58. 58. Introduction Mining EHR Mining Literature Terminology building by Transfer Conclusion Term extraction with YATEA Textes lemmatisation + POS tagging Term extraction rule-based approaches Candidate terms Term ranking frequency term length C-Value Ranked term candidates f l Cv1 f l Cv1 yo male 1 1 1.58 spine 2 1 2 h 1 1 1 floor 1 1 1 o 1 1 0 thoracic gangliogliom 1 2 1.58 mets 2 1 2 back pain 1 2 1.58 brain 2 1 2 primitive neuroectodermal tumor 1 3 2.32 ... 44/75 Grammarly Meet-up T Hamon
  59. 59. Introduction Mining EHR Mining Literature Terminology building by Transfer Conclusion Document processing 1 Annotation of Medline citations with linguistic information Ogmios NLP platform [Hamon et al.07] Segmentation, POS-tagging & lemmatization -- Genia Tagger [Tsuruoka et al.05] Term recognition and extraction -- YATEA [Aubin and Hamon06] 2 Risk factors identification 45/75 Grammarly Meet-up T Hamon
  60. 60. Introduction Mining EHR Mining Literature Terminology building by Transfer Conclusion Document processing 1 Annotation of Medline citations with linguistic information Ogmios NLP platform [Hamon et al.07] Segmentation, POS-tagging & lemmatization -- Genia Tagger [Tsuruoka et al.05] Term recognition and extraction -- YATEA [Aubin and Hamon06] 2 Risk factors identification 45/75 Grammarly Meet-up T Hamon
  61. 61. Introduction Mining EHR Mining Literature Terminology building by Transfer Conclusion Risk factor identification Semantico-syntactic patterns 5 patterns for risk factors and pathologies 12 patterns for handling enumerations 3 patterns for pathologies <NP-RF> as a risk factor for <NP-P> where as a risk factor for: trigger sequence <NP-RF>: noun phrases corresponding to risk factors <NP-P>: pathologies ? and *: optional and recurrent elements MeSH descriptors of citations Descriptors belonging to C heading of diseases 46/75 Grammarly Meet-up T Hamon
  62. 62. Introduction Mining EHR Mining Literature Terminology building by Transfer Conclusion Risk factor identification Examples Pattern: <NP-RF-list> is a risk factor for <NP-P> ...a high intake of calcium and phosphorus is a risk factor for the development of metabolic acidosis . (PMID 1435825) Pattern: risk factors for <NP-P>,? include <NP-RF-list> ...had more than one of the common risk factors for cerebrovascular accidents , including hypertension , advanced age , hyperfibrinogenemia , diabetes mellitus , and past history of cerebrovascular accident. (PMID 1560589) 47/75 Grammarly Meet-up T Hamon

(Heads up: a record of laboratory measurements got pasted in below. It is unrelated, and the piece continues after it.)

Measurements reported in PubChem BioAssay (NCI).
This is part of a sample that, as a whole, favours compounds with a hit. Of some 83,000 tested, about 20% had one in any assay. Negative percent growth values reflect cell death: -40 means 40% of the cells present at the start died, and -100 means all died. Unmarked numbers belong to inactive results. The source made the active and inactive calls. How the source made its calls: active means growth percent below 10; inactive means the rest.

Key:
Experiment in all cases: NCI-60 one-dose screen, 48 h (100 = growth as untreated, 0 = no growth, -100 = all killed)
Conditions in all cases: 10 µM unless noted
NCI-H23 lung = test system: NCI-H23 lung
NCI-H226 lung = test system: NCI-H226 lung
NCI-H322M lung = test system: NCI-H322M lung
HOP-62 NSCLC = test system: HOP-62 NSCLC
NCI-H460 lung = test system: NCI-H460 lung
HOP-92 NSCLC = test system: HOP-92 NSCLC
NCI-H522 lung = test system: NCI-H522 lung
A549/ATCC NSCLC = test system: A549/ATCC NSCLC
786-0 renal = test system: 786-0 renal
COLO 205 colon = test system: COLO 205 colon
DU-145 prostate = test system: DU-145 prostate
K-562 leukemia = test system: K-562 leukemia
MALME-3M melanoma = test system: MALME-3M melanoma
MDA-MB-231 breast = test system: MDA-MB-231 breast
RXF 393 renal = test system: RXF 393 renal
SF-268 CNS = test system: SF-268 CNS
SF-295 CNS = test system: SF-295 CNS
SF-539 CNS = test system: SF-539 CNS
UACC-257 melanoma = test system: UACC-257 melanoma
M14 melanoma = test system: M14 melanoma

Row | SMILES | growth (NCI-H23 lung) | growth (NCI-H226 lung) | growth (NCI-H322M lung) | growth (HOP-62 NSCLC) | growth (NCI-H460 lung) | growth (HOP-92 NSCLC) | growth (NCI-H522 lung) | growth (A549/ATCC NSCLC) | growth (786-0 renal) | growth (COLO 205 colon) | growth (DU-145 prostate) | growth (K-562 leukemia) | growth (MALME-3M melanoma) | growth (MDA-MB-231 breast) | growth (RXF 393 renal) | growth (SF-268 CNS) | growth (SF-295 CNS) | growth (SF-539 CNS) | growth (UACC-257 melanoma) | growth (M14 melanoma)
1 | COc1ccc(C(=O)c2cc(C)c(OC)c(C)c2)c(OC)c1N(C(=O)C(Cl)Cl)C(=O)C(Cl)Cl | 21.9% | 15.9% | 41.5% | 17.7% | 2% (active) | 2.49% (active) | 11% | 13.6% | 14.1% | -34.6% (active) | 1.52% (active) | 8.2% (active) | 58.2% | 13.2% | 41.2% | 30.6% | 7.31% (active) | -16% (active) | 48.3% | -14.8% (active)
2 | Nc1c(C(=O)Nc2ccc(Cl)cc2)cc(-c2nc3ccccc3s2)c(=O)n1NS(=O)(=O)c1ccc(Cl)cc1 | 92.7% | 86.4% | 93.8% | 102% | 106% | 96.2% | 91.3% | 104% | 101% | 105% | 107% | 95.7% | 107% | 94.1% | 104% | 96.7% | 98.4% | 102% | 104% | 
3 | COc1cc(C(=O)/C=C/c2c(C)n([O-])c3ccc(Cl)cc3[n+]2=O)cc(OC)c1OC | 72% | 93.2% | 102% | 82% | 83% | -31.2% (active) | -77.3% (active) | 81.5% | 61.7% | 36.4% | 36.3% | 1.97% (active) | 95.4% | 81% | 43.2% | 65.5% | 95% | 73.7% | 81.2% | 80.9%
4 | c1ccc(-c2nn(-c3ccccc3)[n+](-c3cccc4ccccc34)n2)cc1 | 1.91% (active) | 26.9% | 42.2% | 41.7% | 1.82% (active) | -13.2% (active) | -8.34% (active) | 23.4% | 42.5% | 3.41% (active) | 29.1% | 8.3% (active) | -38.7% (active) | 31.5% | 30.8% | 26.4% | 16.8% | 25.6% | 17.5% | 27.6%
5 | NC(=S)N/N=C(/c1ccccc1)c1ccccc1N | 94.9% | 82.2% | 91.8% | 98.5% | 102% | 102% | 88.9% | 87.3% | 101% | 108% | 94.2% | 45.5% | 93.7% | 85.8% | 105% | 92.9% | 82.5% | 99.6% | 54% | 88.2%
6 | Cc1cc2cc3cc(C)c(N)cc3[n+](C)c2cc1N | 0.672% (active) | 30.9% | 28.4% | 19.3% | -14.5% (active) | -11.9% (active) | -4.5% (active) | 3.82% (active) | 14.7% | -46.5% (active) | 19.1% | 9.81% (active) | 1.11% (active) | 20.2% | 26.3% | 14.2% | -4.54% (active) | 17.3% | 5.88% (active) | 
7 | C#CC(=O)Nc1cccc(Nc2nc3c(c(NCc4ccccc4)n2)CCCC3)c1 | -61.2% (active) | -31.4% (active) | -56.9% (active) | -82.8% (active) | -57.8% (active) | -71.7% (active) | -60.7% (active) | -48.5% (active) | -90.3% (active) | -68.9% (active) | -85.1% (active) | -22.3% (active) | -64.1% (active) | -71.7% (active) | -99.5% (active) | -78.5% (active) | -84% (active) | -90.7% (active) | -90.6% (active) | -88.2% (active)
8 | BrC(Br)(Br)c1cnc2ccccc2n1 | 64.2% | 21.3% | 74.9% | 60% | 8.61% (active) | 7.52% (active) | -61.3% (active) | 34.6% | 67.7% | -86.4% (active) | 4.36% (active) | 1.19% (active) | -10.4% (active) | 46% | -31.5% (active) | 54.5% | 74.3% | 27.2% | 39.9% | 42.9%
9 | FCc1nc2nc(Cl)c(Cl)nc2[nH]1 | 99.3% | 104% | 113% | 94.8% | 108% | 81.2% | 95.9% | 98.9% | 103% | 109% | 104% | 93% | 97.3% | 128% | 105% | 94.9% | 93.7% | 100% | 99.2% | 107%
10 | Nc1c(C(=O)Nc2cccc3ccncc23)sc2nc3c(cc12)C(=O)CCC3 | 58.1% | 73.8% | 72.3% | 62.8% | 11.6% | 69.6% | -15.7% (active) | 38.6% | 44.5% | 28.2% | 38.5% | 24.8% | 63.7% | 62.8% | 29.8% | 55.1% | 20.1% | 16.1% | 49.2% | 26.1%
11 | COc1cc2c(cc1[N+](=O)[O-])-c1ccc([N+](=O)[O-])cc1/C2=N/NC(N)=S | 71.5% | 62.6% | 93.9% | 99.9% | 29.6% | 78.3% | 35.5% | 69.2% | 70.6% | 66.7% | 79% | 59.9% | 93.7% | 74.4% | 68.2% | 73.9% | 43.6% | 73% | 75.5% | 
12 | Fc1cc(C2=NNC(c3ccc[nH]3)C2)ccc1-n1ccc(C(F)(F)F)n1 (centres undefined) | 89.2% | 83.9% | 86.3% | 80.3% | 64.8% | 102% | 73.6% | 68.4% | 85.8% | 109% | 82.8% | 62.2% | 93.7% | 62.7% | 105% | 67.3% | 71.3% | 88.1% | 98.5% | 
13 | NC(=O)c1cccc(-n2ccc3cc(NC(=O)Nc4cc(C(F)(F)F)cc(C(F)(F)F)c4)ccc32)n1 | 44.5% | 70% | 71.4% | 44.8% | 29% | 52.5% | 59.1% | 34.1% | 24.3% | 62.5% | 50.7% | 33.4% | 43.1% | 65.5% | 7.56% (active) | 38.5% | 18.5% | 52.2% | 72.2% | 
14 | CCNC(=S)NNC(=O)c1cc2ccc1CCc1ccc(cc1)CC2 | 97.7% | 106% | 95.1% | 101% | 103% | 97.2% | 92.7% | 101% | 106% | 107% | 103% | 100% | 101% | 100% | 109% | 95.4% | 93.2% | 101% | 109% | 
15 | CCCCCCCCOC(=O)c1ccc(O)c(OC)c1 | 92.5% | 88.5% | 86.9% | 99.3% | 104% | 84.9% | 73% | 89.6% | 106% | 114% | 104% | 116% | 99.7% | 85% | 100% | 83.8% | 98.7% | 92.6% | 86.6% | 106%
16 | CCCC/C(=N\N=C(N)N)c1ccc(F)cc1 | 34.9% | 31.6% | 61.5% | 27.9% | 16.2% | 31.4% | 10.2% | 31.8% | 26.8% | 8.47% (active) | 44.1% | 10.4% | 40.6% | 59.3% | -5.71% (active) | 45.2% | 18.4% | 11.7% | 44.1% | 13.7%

63. 63. Introduction Mining EHR Mining Literature Terminology building by Transfer Conclusion Risk factor identification Examples Pattern: <NP-RF-list> is a risk factor for <NP-P> ...a high intake of calcium and phosphorus is a risk factor for the development of metabolic acidosis . (PMID 1435825) Pattern: risk factors for <NP-P>,? include <NP-RF-list> ...had more than one of the common risk factors for cerebrovascular accidents , including hypertension , advanced age , hyperfibrinogenemia , diabetes mellitus , and past history of cerebrovascular accident. (PMID 1560589) 47/75 Grammarly Meet-up T Hamon
  64. 64. Introduction Mining EHR Mining Literature Terminology building by Transfer Conclusion Results Application of three kinds of patterns (1) {risk factor, pathology}, (2) risk factors, (3) pathologies Definition of relations: direct relations with patterns {risk factor, pathology} combination of information provided by (2) and (3) 10,445 PMIDs provide information 313 pairs {risk factor, pathology} 15,398 pairs by combination of (2) and (3) 5,873 risk factors (2) not associated with any pathology MeSH indexing: 5,106 pathologies and health conditions 21,584 triplets {risk factor, pathologytext?, pathologyMeSH?} 17,620 (14,895) pairs only provided by the patterns 5,717 (4,412) pairs contain MeSH descriptors as pathology 48/75 Grammarly Meet-up T Hamon